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Police widening use of live facial scanning with no clear legal grounds – peers

27 Jan 2024 3 minute read
Photo Stefan Rousseau. PA Images

Police use of live facial recognition surveillance is being expanded without clear legal grounds, peers have warned.

The Lords’ Justice and Home Affairs Committee has called into question the lawfulness of the deployment of the technology by forces across England and Wales.

In a letter to Home Secretary James Cleverly published on Saturday, the committee has called for tightened regulation and independent scrutiny of how the equipment is used.

Live facial recognition (LFR) cameras are used by police in some areas to analyse the faces of passersby and search for specific people.

‘Deeply concerned’

The committee said it acknowledged the technology may be a valuable tool in catching criminals but that it was “deeply concerned that its use is being expanded without proper scrutiny and accountability”.

There are “no rigorous standards or systems of regulation” in place for the deployment of LFR and “no consistency” in approaches to training officers in its use, peers said.

Baroness Hamwee, chairwoman of the committee, said: “Does the use of LFR have a basis in law? Is it actually legal? It is essential that the public trusts LFR and how it is used.

“It is fundamental that the legal basis is clear. Current regulation is not sufficient. Oversight is inadequate.

“Technology is developing so fast that regulation must be future-proofed. Police forces may soon be able to link LFR cameras to trawl large populations, such as Greater London, and not just specific localities.

“We are an outlier as a democratic state in the speed at which we are applying this technology. We question why there is such disparity between the approach in England and Wales and other democratic states in the regulation of LFR.”

Privacy campaigners and politicians have previously called for police to stop using facial scanning technology, citing concerns over human rights and potential for discrimination.

Civil liberties group Big Brother Watch has branded the tool “Orwellian” and suggested that any widening of its use would lack a clear democratic mandate.

But the Government last year announced it was considering expanding its use of the surveillance across forces and security agencies.

Complex investigations

The Home Office argues that the technology frees up officers to spend more time out on the beat and working on complex investigations.

The National Police Chiefs’ Council said it welcomed the committee’s scrutiny and would consider its recommendations, but that LFR is always used “proportionately and transparently”.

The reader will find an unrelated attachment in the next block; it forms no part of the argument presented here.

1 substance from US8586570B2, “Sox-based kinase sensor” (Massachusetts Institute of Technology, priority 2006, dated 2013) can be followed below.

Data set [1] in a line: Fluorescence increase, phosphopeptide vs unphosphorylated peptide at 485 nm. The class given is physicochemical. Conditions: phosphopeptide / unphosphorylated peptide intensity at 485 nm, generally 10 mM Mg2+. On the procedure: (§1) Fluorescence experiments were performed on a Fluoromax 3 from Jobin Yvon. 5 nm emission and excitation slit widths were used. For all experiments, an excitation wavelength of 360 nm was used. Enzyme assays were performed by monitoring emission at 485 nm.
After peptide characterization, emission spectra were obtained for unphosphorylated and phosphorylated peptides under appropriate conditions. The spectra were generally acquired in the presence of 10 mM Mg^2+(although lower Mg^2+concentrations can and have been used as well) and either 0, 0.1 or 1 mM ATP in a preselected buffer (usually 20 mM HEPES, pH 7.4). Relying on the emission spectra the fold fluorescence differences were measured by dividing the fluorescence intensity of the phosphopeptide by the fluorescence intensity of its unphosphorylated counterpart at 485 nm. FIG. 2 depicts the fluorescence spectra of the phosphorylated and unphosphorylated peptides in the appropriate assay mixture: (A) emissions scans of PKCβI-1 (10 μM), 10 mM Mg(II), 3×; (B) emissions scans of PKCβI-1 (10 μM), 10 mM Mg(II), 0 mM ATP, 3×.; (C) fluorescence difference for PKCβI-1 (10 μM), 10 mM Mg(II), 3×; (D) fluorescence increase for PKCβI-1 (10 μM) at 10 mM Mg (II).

Individual chief constables are also held to account by their police and crime commissioners and mayors who examine operational decisions on LFR, the council added.

NPCC lead for facial recognition and the Metropolitan Police’s director of intelligence Lindsey Chiswick said: “We welcome scrutiny in this area of work and will consider the recommendations closely.

“The High Court and the Court of Appeal have previously recognised the existing legal basis for the police to use (LFR) technology – namely under common law in the UK.

“LFR is a tool which helps police to identify wanted individuals and it is always used proportionately and transparently, with communities told when it will be deployed.”


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Mab Meirion
Mab Meirion
26 days ago

They should use it in Westminster where serial wrong doers operate with impunity…

Last edited 26 days ago by Mab Meirion
Linda Jones
Linda Jones
26 days ago

Many in Cardiff cover their face with veils and balaclavas, particularly the drug dealers

Padi Phillips
Padi Phillips
26 days ago

The sooner that policing and justice become devolved issues the better, then such sinister developments can be outlawed. The argument that it frees up police time is just a ploy to weaken opposition to any moves to restrict and control the use of such technology. Already policing in the UK has moved way beyond the original concepts of the variety of policing first introduced by Robert Peel in 1829, which should inform the way policing is considered. Policing in the UK is first and foremost about preserving the peace, hence Heddlu in Cymraeg. It’s worrying that the police have gradually… Read more »

Jeff
Jeff
25 days ago

If I go to the police and ask for what data they hold on me, what will the answer be? Also trials and forced use in the US have shown it to be very racist. What is different here.

But then I see supermarkets are now filming you at the checkout.

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